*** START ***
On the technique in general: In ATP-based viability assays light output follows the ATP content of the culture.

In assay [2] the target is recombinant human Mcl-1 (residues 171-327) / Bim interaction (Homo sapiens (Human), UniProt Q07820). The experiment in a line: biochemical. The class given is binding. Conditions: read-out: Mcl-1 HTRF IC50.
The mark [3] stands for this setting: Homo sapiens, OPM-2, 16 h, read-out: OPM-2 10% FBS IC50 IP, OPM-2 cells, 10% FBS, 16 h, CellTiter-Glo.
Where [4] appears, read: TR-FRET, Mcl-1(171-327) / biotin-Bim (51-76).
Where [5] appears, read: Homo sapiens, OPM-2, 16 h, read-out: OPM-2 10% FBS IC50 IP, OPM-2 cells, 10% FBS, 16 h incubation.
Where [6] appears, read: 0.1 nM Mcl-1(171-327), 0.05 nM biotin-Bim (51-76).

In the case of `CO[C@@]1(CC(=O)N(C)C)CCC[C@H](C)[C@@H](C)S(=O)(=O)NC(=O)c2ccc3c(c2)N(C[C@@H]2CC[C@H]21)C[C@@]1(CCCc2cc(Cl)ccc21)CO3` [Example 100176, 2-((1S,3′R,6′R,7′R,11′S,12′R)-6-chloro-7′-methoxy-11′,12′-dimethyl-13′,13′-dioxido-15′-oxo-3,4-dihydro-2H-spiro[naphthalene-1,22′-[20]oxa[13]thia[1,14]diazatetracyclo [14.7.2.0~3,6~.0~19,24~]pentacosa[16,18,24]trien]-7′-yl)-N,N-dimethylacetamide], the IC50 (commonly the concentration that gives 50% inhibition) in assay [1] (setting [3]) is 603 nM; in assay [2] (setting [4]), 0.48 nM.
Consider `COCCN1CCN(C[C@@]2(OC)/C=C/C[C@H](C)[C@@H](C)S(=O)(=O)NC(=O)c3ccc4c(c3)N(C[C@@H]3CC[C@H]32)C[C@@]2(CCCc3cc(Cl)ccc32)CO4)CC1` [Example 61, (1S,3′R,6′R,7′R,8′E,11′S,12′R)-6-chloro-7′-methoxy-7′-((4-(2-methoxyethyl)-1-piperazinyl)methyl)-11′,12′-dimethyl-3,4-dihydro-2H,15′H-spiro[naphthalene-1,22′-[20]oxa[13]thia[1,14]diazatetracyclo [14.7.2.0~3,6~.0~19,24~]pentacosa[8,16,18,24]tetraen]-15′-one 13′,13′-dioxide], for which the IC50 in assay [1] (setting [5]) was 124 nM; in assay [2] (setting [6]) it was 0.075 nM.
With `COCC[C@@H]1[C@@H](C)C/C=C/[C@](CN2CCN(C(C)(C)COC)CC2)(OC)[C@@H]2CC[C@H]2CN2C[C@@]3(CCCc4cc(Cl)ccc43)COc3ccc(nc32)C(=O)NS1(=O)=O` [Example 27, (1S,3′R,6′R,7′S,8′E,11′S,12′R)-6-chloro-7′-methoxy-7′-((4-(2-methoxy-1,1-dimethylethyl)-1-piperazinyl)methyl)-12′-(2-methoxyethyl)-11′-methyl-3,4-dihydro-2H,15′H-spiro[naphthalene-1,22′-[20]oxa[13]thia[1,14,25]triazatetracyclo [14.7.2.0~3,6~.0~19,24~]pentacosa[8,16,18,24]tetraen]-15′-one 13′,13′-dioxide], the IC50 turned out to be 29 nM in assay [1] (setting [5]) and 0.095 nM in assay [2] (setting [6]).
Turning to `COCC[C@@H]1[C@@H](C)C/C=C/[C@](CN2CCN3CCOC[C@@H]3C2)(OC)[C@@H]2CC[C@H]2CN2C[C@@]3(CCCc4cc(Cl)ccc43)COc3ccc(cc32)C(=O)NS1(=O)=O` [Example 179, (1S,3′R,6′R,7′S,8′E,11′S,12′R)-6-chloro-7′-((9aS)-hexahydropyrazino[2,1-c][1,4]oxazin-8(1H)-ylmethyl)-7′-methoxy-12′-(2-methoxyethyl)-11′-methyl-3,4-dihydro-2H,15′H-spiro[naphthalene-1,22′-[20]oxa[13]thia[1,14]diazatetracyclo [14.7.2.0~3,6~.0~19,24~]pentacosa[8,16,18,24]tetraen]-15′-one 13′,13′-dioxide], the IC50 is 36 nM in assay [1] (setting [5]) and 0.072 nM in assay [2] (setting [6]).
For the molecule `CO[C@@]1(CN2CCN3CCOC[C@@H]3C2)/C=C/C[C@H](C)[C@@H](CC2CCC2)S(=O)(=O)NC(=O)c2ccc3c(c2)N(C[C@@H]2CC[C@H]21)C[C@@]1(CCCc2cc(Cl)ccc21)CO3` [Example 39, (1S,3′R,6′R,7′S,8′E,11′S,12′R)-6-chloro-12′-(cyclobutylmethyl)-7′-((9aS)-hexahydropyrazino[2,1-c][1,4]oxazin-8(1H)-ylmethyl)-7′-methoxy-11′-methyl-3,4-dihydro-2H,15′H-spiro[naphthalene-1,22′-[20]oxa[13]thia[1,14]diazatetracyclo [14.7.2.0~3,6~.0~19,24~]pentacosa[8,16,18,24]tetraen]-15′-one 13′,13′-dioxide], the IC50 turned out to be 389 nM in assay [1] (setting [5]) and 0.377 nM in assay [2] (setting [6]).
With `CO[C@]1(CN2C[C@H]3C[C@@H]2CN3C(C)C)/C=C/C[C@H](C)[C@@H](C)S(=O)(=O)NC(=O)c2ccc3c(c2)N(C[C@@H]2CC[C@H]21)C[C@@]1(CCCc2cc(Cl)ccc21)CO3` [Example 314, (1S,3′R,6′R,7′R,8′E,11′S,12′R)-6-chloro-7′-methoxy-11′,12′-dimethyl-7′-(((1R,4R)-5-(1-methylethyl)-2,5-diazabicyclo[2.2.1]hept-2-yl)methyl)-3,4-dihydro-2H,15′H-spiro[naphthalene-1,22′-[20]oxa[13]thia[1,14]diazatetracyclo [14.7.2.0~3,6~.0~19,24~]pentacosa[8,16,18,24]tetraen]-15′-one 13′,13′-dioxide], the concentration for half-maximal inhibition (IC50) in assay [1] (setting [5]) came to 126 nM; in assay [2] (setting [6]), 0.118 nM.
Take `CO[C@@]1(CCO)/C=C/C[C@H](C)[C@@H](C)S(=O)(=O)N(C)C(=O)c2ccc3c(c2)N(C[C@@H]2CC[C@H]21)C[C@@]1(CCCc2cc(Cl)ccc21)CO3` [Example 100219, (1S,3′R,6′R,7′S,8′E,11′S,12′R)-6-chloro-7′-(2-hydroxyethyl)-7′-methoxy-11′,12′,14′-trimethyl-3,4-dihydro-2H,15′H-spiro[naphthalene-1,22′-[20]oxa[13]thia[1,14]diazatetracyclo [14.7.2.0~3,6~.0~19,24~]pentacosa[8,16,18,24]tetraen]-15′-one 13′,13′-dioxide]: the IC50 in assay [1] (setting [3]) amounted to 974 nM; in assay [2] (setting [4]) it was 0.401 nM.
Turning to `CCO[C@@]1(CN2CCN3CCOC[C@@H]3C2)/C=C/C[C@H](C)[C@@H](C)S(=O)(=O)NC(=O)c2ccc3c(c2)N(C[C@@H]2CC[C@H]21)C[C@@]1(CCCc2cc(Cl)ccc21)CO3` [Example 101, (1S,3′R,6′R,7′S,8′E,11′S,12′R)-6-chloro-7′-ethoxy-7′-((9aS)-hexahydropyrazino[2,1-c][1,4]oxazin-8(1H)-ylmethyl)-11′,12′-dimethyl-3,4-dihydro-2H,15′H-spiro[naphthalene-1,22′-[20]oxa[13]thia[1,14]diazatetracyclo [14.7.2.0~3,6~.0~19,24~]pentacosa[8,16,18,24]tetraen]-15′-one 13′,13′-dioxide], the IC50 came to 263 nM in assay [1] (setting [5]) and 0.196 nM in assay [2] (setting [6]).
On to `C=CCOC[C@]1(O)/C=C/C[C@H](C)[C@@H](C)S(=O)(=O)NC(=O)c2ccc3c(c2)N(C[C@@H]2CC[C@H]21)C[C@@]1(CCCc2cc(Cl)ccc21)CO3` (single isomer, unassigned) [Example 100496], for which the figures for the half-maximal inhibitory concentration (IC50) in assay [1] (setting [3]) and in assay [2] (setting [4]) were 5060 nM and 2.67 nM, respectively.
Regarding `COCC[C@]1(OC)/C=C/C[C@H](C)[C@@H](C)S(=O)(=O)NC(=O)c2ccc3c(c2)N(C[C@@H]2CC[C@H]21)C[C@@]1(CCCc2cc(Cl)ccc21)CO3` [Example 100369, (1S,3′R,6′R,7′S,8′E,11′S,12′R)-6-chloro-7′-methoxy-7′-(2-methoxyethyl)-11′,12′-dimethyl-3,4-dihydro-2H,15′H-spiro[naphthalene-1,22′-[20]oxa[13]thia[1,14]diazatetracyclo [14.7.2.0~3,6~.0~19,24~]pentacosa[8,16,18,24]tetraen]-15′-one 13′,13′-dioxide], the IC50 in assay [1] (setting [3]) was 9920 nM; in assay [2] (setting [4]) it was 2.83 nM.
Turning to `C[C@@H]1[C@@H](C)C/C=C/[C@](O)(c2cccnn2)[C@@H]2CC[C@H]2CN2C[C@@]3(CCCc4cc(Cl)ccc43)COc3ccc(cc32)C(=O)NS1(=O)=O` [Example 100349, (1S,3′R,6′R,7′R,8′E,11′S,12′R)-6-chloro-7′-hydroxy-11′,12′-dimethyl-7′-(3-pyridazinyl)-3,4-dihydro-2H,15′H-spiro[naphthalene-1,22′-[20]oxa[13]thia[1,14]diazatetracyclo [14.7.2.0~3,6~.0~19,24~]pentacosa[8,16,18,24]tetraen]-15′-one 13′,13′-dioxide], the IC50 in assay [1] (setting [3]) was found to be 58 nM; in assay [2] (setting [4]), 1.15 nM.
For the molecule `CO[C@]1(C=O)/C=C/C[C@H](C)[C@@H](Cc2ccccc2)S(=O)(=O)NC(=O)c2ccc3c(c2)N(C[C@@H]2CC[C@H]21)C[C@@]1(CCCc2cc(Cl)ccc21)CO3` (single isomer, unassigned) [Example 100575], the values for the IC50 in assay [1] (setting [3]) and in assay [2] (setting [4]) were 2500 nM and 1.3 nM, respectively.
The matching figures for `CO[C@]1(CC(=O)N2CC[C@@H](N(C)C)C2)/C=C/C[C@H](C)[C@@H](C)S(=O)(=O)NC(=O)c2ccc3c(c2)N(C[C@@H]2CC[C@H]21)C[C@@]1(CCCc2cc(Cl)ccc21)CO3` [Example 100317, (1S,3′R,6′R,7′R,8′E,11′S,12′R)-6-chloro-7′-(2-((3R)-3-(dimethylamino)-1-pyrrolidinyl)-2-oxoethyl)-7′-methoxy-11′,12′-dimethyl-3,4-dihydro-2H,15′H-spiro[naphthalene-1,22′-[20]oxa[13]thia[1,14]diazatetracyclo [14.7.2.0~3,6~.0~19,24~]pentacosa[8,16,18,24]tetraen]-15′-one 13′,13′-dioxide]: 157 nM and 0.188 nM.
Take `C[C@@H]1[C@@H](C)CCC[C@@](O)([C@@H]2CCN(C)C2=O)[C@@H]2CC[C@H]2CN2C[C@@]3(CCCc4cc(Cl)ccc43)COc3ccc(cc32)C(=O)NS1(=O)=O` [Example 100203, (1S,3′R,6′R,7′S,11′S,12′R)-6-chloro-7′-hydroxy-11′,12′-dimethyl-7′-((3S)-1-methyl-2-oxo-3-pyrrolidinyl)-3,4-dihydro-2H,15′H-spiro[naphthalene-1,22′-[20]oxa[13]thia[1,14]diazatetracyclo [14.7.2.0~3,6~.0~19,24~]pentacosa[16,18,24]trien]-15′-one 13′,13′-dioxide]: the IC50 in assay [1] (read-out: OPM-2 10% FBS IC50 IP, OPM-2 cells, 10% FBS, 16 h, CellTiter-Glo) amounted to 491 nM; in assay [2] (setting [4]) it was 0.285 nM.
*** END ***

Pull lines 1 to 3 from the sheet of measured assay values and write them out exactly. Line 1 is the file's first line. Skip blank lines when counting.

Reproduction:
On the technique in general: In ATP-based viability assays light output follows the ATP content of the culture.

In assay [2] the target is recombinant human Mcl-1 (residues 171-327) / Bim interaction (Homo sapiens (Human), UniProt Q07820). The experiment in a line: biochemical. The class given is binding. Conditions: read-out: Mcl-1 HTRF IC50.
The mark [3] stands for this setting: Homo sapiens, OPM-2, 16 h, read-out: OPM-2 10% FBS IC50 IP, OPM-2 cells, 10% FBS, 16 h, CellTiter-Glo.